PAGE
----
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Illustration: Aïda Amer/Axios

After nearly a year of speculation, Facebook has finally unveiled its plans to create a cryptocurrency, which will be called Libra and debut in 2020.

Why it matters: With more than two billion users, Facebook is arguably better positioned to roll out a global digital currency than any other company, government, or organization. That's also a source of concern over how much influence Facebook will hold over the new currency, given the company's history of amassing power and its record of privacy controversies.

The details: While Facebook has spent the past year working in house on the plans and technology for Libra, the cryptocurrency will be managed by a separate Switzerland-based foundation initially backed by Facebook and 27 other organizations.

  • These organizations are known as Founding Members, and the foundation hopes to have about 100 of them by launch next year. They include businesses like Uber and Lyft, payments companies like Visa, Mastercard and Paypal, investors like Andreessen Horowitz and Union Square Ventures, and nonprofits and academic institutions like Kiva and Women’s World Banking.
  • In exchange for investing at least $10 million in the foundation’s reserves (which back the Libra token’s value), these members will get to run validator nodes for the Libra blockchain — "a rack of servers that will run transactions," as the foundation's currency chief describes it.
  • They'll also receive special Libra "investment tokens," which are different from the basic form of the cryptocurrency, and get a vote as part of the foundation’s council.
  • For some of these members, Libra may provide a new channel for acquiring customers. "If you’re Spotify [a founding member], you’re thinking about how there are a lot of people in markets you want to serve that don’t have an ability to pay you digitally," Kevin Weil, product chief of Facebook's cryptocurrency division, told Axios.

Facebook’s connection to Libra will be as a member of the governing foundation and as the maker of a digital wallet, called Calibra, for sending and receiving the currency. Calibra will be managed by a wholly-owned subsidiary of Facebook.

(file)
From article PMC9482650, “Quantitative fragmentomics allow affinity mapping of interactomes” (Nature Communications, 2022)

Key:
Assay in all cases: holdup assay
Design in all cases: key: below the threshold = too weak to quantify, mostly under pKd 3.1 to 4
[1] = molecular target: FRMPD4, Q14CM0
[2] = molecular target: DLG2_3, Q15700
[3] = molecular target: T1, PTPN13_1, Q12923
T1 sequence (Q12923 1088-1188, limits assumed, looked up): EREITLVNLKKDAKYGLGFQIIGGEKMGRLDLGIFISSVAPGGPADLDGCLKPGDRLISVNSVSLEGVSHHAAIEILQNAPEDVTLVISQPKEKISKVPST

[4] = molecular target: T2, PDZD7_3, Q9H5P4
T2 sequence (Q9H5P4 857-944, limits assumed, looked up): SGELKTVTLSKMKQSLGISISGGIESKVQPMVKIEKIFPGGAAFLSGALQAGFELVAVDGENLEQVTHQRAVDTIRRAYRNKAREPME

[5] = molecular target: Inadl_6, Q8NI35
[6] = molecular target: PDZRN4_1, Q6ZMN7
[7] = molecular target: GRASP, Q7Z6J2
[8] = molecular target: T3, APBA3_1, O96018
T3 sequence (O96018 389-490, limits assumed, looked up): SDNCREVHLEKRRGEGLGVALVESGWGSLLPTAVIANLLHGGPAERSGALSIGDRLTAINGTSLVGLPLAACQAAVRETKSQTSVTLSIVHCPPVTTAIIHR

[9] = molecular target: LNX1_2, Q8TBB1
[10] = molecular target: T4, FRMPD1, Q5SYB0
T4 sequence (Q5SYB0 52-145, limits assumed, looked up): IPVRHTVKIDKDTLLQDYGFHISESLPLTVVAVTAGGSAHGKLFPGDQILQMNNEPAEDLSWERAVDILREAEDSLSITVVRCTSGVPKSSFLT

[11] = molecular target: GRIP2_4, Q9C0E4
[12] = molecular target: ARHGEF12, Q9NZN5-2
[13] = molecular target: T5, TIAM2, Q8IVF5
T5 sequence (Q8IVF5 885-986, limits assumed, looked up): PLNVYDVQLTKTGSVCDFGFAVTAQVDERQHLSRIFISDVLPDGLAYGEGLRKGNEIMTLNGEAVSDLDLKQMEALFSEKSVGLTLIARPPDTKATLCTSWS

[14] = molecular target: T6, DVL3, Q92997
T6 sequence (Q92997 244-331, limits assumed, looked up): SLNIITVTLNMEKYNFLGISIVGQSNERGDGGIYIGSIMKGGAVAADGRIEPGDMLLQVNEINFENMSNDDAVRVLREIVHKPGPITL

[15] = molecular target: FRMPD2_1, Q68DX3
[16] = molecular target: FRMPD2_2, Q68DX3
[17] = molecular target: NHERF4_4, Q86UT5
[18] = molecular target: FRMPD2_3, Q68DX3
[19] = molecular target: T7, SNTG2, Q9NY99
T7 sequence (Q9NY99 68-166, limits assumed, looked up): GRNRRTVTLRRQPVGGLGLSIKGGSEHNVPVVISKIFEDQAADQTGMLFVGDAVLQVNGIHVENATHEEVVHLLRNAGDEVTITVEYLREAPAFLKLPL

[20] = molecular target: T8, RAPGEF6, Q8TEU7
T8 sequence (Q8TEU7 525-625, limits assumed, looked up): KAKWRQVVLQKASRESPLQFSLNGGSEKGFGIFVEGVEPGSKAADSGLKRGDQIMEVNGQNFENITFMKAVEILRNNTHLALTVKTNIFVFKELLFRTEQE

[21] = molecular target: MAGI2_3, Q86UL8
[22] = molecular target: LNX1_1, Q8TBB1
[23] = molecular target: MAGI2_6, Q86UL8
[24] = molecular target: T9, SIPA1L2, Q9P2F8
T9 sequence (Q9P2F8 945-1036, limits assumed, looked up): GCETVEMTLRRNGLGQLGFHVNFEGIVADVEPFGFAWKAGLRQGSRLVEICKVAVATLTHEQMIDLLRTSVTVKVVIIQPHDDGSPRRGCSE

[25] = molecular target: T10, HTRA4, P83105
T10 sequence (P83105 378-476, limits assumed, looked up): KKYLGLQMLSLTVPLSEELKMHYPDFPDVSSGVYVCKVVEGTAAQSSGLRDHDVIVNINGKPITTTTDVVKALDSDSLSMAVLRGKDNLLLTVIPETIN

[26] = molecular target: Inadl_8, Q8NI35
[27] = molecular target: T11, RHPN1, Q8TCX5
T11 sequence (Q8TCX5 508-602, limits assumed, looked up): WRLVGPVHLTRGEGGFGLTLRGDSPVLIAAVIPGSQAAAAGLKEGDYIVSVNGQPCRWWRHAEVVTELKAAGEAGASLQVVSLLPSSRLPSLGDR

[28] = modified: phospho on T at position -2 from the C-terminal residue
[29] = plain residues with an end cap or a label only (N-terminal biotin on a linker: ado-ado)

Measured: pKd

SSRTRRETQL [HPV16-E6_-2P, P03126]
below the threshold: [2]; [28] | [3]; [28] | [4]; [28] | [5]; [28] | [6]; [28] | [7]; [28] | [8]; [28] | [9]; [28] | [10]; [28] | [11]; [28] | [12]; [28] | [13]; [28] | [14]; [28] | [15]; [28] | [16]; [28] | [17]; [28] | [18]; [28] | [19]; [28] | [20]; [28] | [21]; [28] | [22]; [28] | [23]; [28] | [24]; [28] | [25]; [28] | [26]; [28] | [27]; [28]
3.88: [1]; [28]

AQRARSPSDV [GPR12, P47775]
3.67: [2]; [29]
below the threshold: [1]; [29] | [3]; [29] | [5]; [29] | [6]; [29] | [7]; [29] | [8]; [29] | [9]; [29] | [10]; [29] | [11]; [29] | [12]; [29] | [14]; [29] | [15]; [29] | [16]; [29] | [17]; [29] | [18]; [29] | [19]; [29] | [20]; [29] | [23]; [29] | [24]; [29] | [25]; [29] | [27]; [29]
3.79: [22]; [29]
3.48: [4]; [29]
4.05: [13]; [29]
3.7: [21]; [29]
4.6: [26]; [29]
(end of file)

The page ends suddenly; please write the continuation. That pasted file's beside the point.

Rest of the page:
• Calibra will initially be available inside Facebook’s Messenger app, WhatsApp, and as standalone iOS and Android apps. Because Libra’s technology is open source, it’s possible new digital wallets could eclipse Facebook’s in popularity someday, Weil told Axios.
  • The company "will make no money off this for a long time," he added.

Be smart: This is not Bitcoin. Unlike the pioneering cryptocurrency and many of the other digital-token experiments out there, the goal here is not to supplant the traditional financial system but rather to extend it to serve people without access to conventional banking or stable "fiat" (government-created) currency.

  • It's also not entirely anonymous. As with Bitcoin and many other cryptocurrencies, although users’ identifying information isn‘t directly tied to transactions, their wallet addresses are public and the blockchain's record of transactions can be analyzed to detect patterns and even identify bad actors.
  • Libra’s interaction with fiat currencies around the world will also mean that the digital wallets used to hold the currency will be locally regulated. Facebook’s Calibra division is already in the process of obtaining its own money transmitter licenses in the U.S., for example.

Go deeper:

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Scott Atlas, a controversial member of the White House coronavirus task force, handed in his resignation on Monday, according to three administration officials who discussed Atlas' resignation with Axios.

Why it matters: President Trump brought in Atlas as a counterpoint to NIAID director Anthony Fauci, whose warnings about the pandemic were dismissed by the Trump administration. With Trump now fixated on election fraud conspiracy theories, Atlas' detail comes to a natural end.

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